The Advanced – Link Manager States page is a tree representation of the 2Wire gateway interface stack, and shows the internal state of the 2Wire gateway.

The Link Manager States page is used to gather dynamic information on internal networking modules, and is based on the runtime configuration of the 2Wire gateway. The information cannot be used to configure the 2Wire gateway. To view information about each node, click the node link. Information displays below the Link Manager States tree, and includes the following: Node information Link status Description Up. The link is functioning properly. Climbing. The link is attempting to establish a connection. Down. The link is not yet configured. Error. An error has occurred. The number of times the state of the link has changed (since last reboot).

State changes

63

Access the Management and Diagnostic Console

Advanced - Detailed Log Page
The Advanced – Detailed Log page is a debug log facility modeled after syslog, and provides advanced diagnostic capabilities.

64

Upgrade the Software
Gateway field upgrades are typically performed via CMS, which is the gateway remote management system. The following procedure describes how to perform a local upgrade; however, because the gateway’s configuration information is not retained when performing a local upgrade, upgrading via CMS is the preferred method. Perform the local upgrade only if you cannot access the broadband link to upgrade via CMS, or the target release is not published on CMS.

Note: This procedure assumes that you have been provided with a software image via CD, or
downloaded it from an ftp server.

Note: Do not disconnect the power cord from the gateway during an upgrade. Doing so will erase
all gateway information, and cause the gateway to fail.
1.

Open a browser and enter http://home/upgrade. The following page opens.

2.

Click CONTINUE. In the provided field, enter the location of the software image or click the Browse button and navigate to the location where the image is stored. Click UPGRADE NOW.

3.

The gateway firmware is upgraded. The gateway will then reboot.
65

Upgrade the Software

4.

After the gateway reboots, the Conexant firmware is upgraded.

66

Configuring Multiple Static IP Addresses
This chapter describes how to configure the 3700HGV-B for use with multiple service provider-assigned (static) broadband IP addresses on the SBC Lightspeed network. To use multiple broadband addresses with the 3700HGV-B, you must have subscribed to the appropriate service from your Internet Service Provider. In addition, you need the IP address and networking information that has been identified for the subscribed service. The configuration process is divided into three steps.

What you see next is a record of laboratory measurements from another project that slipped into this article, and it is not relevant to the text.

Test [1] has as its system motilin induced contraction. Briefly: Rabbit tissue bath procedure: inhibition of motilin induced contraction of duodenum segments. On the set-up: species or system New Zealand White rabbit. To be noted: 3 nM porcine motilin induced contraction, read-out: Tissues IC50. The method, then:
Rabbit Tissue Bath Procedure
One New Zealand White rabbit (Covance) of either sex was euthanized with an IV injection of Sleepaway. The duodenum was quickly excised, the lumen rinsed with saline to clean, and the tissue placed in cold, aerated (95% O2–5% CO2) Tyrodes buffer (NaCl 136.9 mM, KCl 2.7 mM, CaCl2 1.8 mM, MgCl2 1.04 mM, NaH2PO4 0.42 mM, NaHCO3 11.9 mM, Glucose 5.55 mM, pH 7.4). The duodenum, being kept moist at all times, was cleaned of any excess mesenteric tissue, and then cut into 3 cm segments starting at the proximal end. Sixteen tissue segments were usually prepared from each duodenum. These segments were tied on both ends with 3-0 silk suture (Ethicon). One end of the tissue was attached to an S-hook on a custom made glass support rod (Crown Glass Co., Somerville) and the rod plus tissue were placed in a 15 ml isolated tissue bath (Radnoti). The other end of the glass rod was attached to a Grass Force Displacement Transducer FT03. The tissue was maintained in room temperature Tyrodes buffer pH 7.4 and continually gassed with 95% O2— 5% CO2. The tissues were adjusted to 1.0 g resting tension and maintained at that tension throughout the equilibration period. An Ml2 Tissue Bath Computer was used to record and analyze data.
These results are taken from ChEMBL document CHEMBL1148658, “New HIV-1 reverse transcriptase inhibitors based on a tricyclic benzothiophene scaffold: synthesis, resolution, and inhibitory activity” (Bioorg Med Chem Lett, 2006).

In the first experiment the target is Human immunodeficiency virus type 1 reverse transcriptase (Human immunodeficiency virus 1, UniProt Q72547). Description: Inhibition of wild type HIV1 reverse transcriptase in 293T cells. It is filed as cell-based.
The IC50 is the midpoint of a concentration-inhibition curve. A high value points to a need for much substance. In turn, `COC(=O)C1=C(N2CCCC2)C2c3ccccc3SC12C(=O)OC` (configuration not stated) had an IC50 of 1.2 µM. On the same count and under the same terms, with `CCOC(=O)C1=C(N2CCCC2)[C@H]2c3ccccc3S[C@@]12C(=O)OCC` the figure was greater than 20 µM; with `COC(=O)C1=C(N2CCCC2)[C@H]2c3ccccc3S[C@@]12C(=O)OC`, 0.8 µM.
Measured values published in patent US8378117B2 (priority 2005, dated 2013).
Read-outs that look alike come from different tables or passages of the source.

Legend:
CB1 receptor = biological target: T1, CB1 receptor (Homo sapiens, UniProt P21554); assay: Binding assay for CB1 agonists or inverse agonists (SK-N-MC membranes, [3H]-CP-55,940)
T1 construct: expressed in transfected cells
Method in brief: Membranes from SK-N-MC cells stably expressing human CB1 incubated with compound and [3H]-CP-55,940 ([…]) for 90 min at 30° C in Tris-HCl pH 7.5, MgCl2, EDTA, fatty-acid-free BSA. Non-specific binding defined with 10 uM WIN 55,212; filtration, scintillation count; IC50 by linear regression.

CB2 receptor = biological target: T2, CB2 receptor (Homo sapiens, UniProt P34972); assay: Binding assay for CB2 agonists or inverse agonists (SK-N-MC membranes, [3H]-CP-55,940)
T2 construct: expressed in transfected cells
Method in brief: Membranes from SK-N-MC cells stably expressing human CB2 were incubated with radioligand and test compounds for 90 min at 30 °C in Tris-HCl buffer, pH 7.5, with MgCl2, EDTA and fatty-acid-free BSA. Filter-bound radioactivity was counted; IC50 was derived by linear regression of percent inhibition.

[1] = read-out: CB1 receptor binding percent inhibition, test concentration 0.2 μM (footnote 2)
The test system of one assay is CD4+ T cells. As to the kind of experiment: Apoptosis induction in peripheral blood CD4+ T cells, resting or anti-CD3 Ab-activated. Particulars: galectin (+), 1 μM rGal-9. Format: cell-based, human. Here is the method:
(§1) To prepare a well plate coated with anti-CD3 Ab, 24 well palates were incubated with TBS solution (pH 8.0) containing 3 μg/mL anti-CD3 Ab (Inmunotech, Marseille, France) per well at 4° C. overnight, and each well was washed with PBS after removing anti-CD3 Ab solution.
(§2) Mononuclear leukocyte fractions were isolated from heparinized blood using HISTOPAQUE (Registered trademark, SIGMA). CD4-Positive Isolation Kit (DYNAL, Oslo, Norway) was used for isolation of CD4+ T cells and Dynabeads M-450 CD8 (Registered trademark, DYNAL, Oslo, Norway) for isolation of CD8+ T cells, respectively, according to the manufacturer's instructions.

1.

Enable the Public Network function of the 3700HGV-B and configure it with the appropriate router IP address and subnet mask. Assign the broadband IP address(es) to the desired network devices. (Optional) Configure firewall rules to direct unsolicited traffic to the associated network devices.

2. 3.

67

Configuring Mulitple Static IP Addresses

Step 1: Enable Public Network Mode
To enable Public Network mode:
1.

Access the Management and Diagnostic Console (MDC) by entering http://gateway.2wire.net/management in your browser’s address bar. In the left-hand navigation menu, click the Local Network - Configure link. The Local Network - Configuration page opens.

2.

3.

In the Public Network pane, click the Create a route from the Internet to the public network specified below checkbox. Althernatively, you can use the Home Network - Advanced Settings page to set this information. Your gateway uses two sets of IP addresses, one for use between the router and the network (usually just 2 addresses) and a second independent set solely for use with end devices. You should have been provided with the second set of IP addresses. For example, you might have been provided with a WAN gateway address of 66.124.231.65 and a WAN IP address for your router of 66.124.231.66, and told that your LAN devices were to use addresses in the range 207.214.87.137 through 207.214.87.141.

4.

In the Router Address and Subnet Mask fields, enter the router address and subnet mask provided to you by your ISP . Click the Submit button to save your results.

5.

68

Configuring Mulitple Static IP Addresses